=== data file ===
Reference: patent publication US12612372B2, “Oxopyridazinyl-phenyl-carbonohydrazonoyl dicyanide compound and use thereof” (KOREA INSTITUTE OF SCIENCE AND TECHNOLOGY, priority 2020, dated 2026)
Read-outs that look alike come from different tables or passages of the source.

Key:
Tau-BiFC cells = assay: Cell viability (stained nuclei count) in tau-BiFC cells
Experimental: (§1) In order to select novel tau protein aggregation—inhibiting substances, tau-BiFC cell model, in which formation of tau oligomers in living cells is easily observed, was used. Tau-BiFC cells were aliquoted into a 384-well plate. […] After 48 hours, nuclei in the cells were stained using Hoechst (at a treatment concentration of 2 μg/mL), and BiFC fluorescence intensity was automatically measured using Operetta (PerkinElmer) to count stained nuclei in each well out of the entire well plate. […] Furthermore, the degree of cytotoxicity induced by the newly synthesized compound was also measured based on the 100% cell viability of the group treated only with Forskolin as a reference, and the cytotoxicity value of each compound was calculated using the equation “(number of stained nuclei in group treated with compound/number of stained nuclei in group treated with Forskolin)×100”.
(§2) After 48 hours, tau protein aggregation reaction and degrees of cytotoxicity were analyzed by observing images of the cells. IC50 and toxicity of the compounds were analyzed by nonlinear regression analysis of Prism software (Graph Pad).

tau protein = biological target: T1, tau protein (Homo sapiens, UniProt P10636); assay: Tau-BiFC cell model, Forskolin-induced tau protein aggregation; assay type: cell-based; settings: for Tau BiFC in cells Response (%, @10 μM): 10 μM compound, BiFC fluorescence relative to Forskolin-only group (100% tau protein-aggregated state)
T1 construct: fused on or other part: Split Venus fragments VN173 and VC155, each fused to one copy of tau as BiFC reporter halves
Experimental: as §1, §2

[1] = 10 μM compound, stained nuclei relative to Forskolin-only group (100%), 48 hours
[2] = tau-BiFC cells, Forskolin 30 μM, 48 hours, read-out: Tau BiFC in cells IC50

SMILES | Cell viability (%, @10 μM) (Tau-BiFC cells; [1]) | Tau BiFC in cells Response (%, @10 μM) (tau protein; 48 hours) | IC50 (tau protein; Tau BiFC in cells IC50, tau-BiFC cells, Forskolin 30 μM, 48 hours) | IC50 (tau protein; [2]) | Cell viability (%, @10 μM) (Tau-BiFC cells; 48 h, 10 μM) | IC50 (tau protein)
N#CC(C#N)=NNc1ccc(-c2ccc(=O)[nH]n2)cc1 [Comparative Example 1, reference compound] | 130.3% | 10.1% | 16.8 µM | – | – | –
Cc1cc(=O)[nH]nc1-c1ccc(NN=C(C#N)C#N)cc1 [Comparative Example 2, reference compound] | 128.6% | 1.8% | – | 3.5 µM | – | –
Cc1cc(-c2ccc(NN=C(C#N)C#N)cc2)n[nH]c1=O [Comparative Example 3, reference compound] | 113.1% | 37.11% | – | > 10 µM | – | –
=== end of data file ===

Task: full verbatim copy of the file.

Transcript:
Reference: patent publication US12612372B2, “Oxopyridazinyl-phenyl-carbonohydrazonoyl dicyanide compound and use thereof” (KOREA INSTITUTE OF SCIENCE AND TECHNOLOGY, priority 2020, dated 2026)
Read-outs that look alike come from different tables or passages of the source.

Key:
Tau-BiFC cells = assay: Cell viability (stained nuclei count) in tau-BiFC cells
Experimental: (§1) In order to select novel tau protein aggregation—inhibiting substances, tau-BiFC cell model, in which formation of tau oligomers in living cells is easily observed, was used. Tau-BiFC cells were aliquoted into a 384-well plate. […] After 48 hours, nuclei in the cells were stained using Hoechst (at a treatment concentration of 2 μg/mL), and BiFC fluorescence intensity was automatically measured using Operetta (PerkinElmer) to count stained nuclei in each well out of the entire well plate. […] Furthermore, the degree of cytotoxicity induced by the newly synthesized compound was also measured based on the 100% cell viability of the group treated only with Forskolin as a reference, and the cytotoxicity value of each compound was calculated using the equation “(number of stained nuclei in group treated with compound/number of stained nuclei in group treated with Forskolin)×100”.
(§2) After 48 hours, tau protein aggregation reaction and degrees of cytotoxicity were analyzed by observing images of the cells. IC50 and toxicity of the compounds were analyzed by nonlinear regression analysis of Prism software (Graph Pad).

tau protein = biological target: T1, tau protein (Homo sapiens, UniProt P10636); assay: Tau-BiFC cell model, Forskolin-induced tau protein aggregation; assay type: cell-based; settings: for Tau BiFC in cells Response (%, @10 μM): 10 μM compound, BiFC fluorescence relative to Forskolin-only group (100% tau protein-aggregated state)
T1 construct: fused on or other part: Split Venus fragments VN173 and VC155, each fused to one copy of tau as BiFC reporter halves
Experimental: as §1, §2

[1] = 10 μM compound, stained nuclei relative to Forskolin-only group (100%), 48 hours
[2] = tau-BiFC cells, Forskolin 30 μM, 48 hours, read-out: Tau BiFC in cells IC50

SMILES | Cell viability (%, @10 μM) (Tau-BiFC cells; [1]) | Tau BiFC in cells Response (%, @10 μM) (tau protein; 48 hours) | IC50 (tau protein; Tau BiFC in cells IC50, tau-BiFC cells, Forskolin 30 μM, 48 hours) | IC50 (tau protein; [2]) | Cell viability (%, @10 μM) (Tau-BiFC cells; 48 h, 10 μM) | IC50 (tau protein)
N#CC(C#N)=NNc1ccc(-c2ccc(=O)[nH]n2)cc1 [Comparative Example 1, reference compound] | 130.3% | 10.1% | 16.8 µM | – | – | –
Cc1cc(=O)[nH]nc1-c1ccc(NN=C(C#N)C#N)cc1 [Comparative Example 2, reference compound] | 128.6% | 1.8% | – | 3.5 µM | – | –
Cc1cc(-c2ccc(NN=C(C#N)C#N)cc2)n[nH]c1=O [Comparative Example 3, reference compound] | 113.1% | 37.11% | – | > 10 µM | – | –